These ‘Rejected Princesses’ Totally Deserve Their Own Movies

Murderers, warriors, and amputees are the fairytale princesses you never knew you wanted.

Have too many animated fairytale films about imprisoned princesses, distressed damsels, and heartsick mermaids left you feeling disgruntled? Are you tired of whimsical singing animals, happy endings, and love that conquers all? Have you had it up to here with doe-eyed, wasp-waisted women starring in tame, toothless, bowdlerized versions of stories that should have been wildly exciting?

Then Jason Porath’s Rejected Princesses are the fairytale heroines you’ve been waiting for.

Porath, a former effects animator from Dreamworks, has turned his artistic talents to some of history’s more interesting women, in a new illustrated series called Rejected Princesses. Each installment depicts a famous historical or mythical woman in the guise of a classic Disney princess, with a focus exclusively on ladies who are “too awesome, offbeat, or awful” to ever merit their own major motion picture or line of brightly-colored tie-in merchandise.

Which is understandable, at least in certain cases (we’re looking at you, Lolita.) But we would also totally watch a movie about Rejected Princesses like…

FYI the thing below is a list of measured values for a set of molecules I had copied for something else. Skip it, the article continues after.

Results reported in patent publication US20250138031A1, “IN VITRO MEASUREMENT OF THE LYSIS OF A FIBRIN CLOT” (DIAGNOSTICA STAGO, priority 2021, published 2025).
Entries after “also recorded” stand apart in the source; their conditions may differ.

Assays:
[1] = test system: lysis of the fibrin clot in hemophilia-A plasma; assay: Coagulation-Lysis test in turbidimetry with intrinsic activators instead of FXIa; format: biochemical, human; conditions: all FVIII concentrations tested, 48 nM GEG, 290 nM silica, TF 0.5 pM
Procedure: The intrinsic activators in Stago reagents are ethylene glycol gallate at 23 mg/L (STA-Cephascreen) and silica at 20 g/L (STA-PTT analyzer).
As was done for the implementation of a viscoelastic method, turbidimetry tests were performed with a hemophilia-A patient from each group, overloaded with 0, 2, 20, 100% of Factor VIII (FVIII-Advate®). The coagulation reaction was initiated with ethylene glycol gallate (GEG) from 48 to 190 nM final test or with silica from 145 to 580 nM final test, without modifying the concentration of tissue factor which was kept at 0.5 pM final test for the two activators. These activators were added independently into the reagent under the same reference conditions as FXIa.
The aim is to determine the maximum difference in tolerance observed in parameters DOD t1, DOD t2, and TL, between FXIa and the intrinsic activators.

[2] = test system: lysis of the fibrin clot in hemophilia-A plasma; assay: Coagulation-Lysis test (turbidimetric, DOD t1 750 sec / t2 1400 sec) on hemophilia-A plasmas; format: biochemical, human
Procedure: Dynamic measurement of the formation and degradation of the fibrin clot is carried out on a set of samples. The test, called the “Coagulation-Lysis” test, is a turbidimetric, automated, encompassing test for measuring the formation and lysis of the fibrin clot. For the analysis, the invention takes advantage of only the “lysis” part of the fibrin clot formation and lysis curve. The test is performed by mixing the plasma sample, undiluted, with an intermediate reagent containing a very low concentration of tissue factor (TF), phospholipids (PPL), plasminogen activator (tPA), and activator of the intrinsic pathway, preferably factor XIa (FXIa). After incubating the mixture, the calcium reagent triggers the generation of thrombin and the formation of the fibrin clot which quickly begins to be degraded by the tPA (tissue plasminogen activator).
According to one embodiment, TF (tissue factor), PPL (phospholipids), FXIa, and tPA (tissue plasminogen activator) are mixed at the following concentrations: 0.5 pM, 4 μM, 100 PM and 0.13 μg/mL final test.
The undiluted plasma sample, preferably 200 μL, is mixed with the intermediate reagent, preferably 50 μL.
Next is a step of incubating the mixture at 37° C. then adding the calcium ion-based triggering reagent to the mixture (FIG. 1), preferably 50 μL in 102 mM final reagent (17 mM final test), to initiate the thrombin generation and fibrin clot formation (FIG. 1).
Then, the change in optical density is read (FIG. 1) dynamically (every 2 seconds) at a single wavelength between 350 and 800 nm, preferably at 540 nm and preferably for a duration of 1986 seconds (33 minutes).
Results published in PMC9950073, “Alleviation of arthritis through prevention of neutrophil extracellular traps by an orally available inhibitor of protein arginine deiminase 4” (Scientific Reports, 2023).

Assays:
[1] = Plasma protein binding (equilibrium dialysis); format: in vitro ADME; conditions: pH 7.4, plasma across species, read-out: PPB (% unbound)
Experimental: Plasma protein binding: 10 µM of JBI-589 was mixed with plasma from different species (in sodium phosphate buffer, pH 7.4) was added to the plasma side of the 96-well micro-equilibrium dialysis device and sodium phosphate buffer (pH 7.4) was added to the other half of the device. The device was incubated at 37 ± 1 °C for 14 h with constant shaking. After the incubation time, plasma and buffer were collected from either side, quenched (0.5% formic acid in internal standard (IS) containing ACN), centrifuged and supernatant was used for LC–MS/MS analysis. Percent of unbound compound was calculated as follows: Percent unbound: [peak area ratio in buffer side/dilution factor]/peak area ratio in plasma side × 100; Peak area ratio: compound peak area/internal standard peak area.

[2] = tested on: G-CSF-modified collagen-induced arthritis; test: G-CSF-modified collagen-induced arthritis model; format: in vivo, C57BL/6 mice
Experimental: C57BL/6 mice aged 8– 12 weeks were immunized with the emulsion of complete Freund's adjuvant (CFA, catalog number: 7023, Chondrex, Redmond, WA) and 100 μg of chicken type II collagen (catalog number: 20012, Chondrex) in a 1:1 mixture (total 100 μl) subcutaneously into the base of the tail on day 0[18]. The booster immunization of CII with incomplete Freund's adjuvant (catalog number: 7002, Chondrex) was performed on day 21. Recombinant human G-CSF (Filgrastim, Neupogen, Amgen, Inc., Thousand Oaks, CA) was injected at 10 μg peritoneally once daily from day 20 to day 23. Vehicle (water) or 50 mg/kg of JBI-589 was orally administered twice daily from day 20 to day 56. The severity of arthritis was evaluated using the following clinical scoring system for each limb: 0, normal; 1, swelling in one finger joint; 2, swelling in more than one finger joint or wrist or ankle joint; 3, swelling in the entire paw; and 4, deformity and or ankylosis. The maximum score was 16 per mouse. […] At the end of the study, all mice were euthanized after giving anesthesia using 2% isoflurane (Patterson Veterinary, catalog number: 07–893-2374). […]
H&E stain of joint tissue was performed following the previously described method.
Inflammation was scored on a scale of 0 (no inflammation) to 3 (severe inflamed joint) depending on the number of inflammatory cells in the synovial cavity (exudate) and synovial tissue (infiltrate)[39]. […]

Penta

Jason Porath, RejectedPrincesses.com

The saintly princesses of the fairytale canon have nothing on the fictional Penta, who chopped off her own hands in order to make her brother, the King, stop lusting after her. (We’re guessing he must have had a manicure fetish.) It worked, in that instead of marrying his sister, the King opted to try and murder her — kicking off a long, weird tale of woe that would make for a helluva movie.

Mai Bhago

Jason Porath, RejectedPrincesses.com

A Sikh warrior and the sole survivor of the 1705 Mughal massacre and attempted assassination of the Sikh Guru, Mai Bhago blows Mulan out of the water in terms of pure bad-assery.

Fredegund

Jason Porath, RejectedPrincesses.com

The evil queen from Snow White could have had a real-life historical predecessor in Fredegund, a 6th century Merovingian queen with a penchant for murdering anyone and everyone who got in her way. (Notice that she’s wearing the same color palette as The Joker? That’s not an accident.) Forget Maleficent; if Hollywood wants to give a bad girl her big break, this lunatic royal is ripe for the taking.